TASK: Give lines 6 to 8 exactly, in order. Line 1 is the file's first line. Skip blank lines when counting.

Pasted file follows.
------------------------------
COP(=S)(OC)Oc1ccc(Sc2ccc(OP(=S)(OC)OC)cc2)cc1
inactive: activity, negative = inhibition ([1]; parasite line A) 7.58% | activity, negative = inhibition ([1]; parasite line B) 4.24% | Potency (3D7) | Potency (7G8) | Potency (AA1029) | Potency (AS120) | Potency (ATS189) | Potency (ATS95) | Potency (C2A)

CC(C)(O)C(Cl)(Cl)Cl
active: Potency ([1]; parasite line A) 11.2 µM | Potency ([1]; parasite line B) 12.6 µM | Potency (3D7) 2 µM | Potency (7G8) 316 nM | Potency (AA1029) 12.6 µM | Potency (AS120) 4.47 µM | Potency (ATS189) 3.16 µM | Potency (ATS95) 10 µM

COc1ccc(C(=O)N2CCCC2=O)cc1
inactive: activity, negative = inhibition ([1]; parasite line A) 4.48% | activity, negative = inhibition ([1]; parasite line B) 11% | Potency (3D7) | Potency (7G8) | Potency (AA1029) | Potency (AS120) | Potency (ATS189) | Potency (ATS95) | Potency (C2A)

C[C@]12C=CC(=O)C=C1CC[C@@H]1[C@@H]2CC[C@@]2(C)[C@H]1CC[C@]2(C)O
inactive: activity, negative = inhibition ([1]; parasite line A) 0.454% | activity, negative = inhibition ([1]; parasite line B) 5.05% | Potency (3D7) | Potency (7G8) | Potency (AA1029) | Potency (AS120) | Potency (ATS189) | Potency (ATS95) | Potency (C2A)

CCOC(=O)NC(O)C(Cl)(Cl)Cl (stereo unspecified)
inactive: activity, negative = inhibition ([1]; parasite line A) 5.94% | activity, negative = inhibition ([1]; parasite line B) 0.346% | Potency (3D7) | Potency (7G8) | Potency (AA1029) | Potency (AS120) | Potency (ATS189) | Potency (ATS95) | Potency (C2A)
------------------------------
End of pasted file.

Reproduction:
inactive: activity, negative = inhibition ([1]; parasite line A) 4.48% | activity, negative = inhibition ([1]; parasite line B) 11% | Potency (3D7) | Potency (7G8) | Potency (AA1029) | Potency (AS120) | Potency (ATS189) | Potency (ATS95) | Potency (C2A)

C[C@]12C=CC(=O)C=C1CC[C@@H]1[C@@H]2CC[C@@]2(C)[C@H]1CC[C@]2(C)O
inactive: activity, negative = inhibition ([1]; parasite line A) 0.454% | activity, negative = inhibition ([1]; parasite line B) 5.05% | Potency (3D7) | Potency (7G8) | Potency (AA1029) | Potency (AS120) | Potency (ATS189) | Potency (ATS95) | Potency (C2A)